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TOKYO (Reuters) - Bank of Japan Governor Haruhiko Kuroda on Tuesday reiterated his view that the government must proceed with a planned hike in the country's sales tax to fix its tattered finances.
"The economy may see some fluctuations ... but I don't think the sales tax hike will lead to a slump in the economy or hamper the achievement of the (Bank of Japan's) 2 percent inflation target," Kuroda told a television program.
Kuroda said he acknowledged the challenges he faced in trying to pull Japan out of 15 years of deflation but stressed the central bank will do "whatever needed" to achieve that goal.
He also said he was convinced that Japan's economy will recover, saying that improvements in the economy were proceeding and were likely to broaden.
"The positive cycle of output, income and spending is already starting," he said.
Kuroda's remarks came amid an intensifying political debate on whether Japan should proceed with a planned two-stage hike in the sales tax from next year, or opt for a more moderate rise to ease the pain on an economy just emerging from stagnation.
Abe, who is wavering on whether to proceed with the scheduled tax hikes, and his ministers will hold meetings next week with business leaders and academics to assess the impact on the economy. He will decide by early October.
Japan's economic growth slowed more than expected in the second quarter, data released last week showed, offering ammunition to those seeking to temper a planned tax increase.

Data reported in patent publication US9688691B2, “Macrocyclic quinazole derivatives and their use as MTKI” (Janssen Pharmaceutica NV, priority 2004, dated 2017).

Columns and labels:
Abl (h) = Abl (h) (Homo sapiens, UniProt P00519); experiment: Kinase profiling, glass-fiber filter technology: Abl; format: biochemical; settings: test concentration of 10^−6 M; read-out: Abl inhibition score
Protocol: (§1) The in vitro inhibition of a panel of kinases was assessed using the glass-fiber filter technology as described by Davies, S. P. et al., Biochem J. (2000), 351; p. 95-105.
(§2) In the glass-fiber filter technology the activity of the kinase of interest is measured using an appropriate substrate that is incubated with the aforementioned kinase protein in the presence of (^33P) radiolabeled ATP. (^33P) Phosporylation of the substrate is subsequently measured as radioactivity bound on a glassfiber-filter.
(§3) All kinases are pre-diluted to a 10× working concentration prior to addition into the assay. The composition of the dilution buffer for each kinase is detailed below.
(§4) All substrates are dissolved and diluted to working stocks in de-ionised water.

Abe's government is divided on the sales tax, with reflationist advisers urging him to delay or water down the increase and the Finance Ministry avidly urging him to proceed, given the nation's dire finances. Japan's public debt exceeded 1 quadrillion yen - or 1,000 trillion yen, about double GDP, for the first time in June.
The BOJ has consistently called for government efforts to restore Japan's finances, warning that failing to do so could trigger an unwelcome spike in bond yields.
"Japan can achieve both economic growth and a sales tax hike ... or rather, restore fiscal health. That must be done," Kuroda said. "Delaying (efforts for fiscal reform) will cause troubles in the future."
The BOJ unleashed an intense burst of monetary stimulus in April, pledging to nearly double the monetary base to 270 trillion yen ($2.8 trillion) by the end of 2014 via aggressive bond purchases to end deflation and achieve its 2 percent inflation target. It has stood pat since then.
The central bank has said its aggressive government bond purchases could be interpreted by markets as monetizing debt unless accompanied by government efforts to rein in spending and issuance of government debt.
Reporting by Leika Kihara; Editing by Edmund Klamann